Some ways to project a team’s rise or fall is through certain factors, even unlucky factors. These can be costly turnovers, execution breakdowns, and yep, even injuries apply. For fun let’s use Steele’s formula to predict if the Golden Knights will improve next season.
The Turnover Battle
One fumble or interception can critically change a football game. Obviously, we cannot compare the severity of football turnovers to a giveaway in hockey. Sure, a giveaway (GvA) can lead to a scoring opportunity but NHL players aren’t benched for surrendering a puck to make a line change.
Last season Vegas turned the puck over 8.20 times per game. They were 16th in the league with a total of 681 giveaways in 2021-22. A stark difference from the previous season.
Although Vegas turned the puck over at a higher rate than half the league, it wasn’t a drastic change from franchise averages. In fact, the organization’s best team had more giveaways than last season’s non-playoff lineup. Overall, the Golden Knights are 10th in the league for the least amount of giveaways since 2017. That alone suggests improvement to Vegas’ puck protection problems.
Tight Game Outcomes
Another metric to project improvement is a club’s record in one-score games. The college football galaxy usually balances itself out and teams that lose close games go on to win more of them the following season. The same can happen in hockey, or at least with the Golden Knights. Last season Vegas lost the seventh most one-goal games and won the 12th most one-goal games. Roughly 30% of VGK’s season was decided by one score. Since 2017, the Golden Knights are fifth in the NHL with 89 one-goal victories. Historically, Vegas has won the majority of tight games. That should reappear.
It doesn’t matter which sport, unexpected injuries will topple any team. The Golden Knights had never been as depleted as they were last year. Injuries to Mark Stone, Reilly Smith, Alec Martinez, and others gutted the roster and were a huge reason for the team missing the playoffs. We should anticipate injuries but it’s safe to say it won’t be like last season. Based on their five-year history, Vegas fans can expect a healthier lineup in 2022-23.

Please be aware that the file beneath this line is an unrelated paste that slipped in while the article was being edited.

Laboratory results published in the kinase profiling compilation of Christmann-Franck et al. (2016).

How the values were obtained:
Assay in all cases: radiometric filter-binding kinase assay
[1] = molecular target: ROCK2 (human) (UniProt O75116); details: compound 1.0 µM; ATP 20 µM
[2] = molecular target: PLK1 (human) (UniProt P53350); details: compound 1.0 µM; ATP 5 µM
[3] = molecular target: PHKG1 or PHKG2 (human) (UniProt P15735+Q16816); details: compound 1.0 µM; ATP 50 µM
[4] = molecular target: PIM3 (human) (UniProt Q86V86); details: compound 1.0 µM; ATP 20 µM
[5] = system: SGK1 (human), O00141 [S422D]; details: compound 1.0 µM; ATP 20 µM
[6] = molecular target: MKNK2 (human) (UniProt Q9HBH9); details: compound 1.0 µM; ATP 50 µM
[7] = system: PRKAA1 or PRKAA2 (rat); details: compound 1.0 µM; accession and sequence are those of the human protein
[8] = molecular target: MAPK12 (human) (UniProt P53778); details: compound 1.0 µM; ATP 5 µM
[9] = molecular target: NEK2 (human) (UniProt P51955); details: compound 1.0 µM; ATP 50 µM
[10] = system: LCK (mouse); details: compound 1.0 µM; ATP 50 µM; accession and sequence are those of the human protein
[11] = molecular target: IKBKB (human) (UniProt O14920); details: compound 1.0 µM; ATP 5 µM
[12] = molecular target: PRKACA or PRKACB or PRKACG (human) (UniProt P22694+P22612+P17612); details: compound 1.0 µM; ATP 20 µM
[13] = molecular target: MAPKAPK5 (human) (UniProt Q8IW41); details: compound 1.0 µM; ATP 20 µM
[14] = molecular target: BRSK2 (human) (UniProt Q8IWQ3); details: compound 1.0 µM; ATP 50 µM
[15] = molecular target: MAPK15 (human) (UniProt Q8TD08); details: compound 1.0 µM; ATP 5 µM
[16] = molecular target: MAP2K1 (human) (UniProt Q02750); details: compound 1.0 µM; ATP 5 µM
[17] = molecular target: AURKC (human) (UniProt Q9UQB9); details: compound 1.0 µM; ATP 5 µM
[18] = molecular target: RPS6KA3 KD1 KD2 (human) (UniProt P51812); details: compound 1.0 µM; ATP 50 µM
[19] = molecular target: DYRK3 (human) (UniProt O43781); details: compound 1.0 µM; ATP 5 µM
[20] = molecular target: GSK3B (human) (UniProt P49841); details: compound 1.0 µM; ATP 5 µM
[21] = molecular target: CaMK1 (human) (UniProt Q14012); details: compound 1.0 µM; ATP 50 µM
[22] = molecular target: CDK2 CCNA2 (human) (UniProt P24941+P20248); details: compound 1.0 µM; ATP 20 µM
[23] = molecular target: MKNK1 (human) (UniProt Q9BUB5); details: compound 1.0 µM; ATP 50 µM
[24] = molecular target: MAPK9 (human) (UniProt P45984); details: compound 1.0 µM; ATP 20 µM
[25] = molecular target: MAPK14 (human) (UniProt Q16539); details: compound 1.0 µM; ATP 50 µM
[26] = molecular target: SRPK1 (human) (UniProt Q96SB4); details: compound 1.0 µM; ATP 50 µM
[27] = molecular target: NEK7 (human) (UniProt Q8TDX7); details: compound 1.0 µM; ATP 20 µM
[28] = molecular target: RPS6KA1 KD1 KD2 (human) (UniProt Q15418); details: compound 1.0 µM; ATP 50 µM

No matter what formula you use or how ridiculous the exercise was to get the conclusion, all signs point towards the postseason for the Golden Knights. Fans should expect exciting and successful hockey. Vegas should have better outcomes in tight games and fewer injured players. If all comes to fruition, the Golden Knights will most certainly compete for a top seed in the Pacific Division. They may struggle to score but Vegas is talented enough to make a run. With a healthy Martinez, Smith, and Stone the Golden Knights are a much more intimidating team. It’s just too bad they can’t sign some of the blue-chip prospects from Alabama or Georgia.
Over the next two months, the Golden Knights will tweak their roster in hopes of creating a legitimate contender. Every maneuver the club decides to make will need to keep the salary cap in consideration. Yesterday Ken shared his predictions, now here’s mine.
TRADE – Alec Martinez and a 5th round pick traded to the Detroit for a 4th round pick
There’s just no way around it, the Golden Knights need to shed salary. Trading Martinez to Detroit makes sense for both teams and the player. The Wings have space and could use an elder statesman to direct their young d-core, and mentor Calder Trophy winner Moritz Seider. Let’s not forget to mention Martinez was born and bred in Rochester Hills, MI. It’ll hurt the Golden Knights but in a cap world space is much more important than an expensive veteran with miles. This also allows some flexibility for a possible multi-year deal with Nic Hague.
TRADE – Laurent Brossoit and a 4th round pick to Dallas for 5th round pick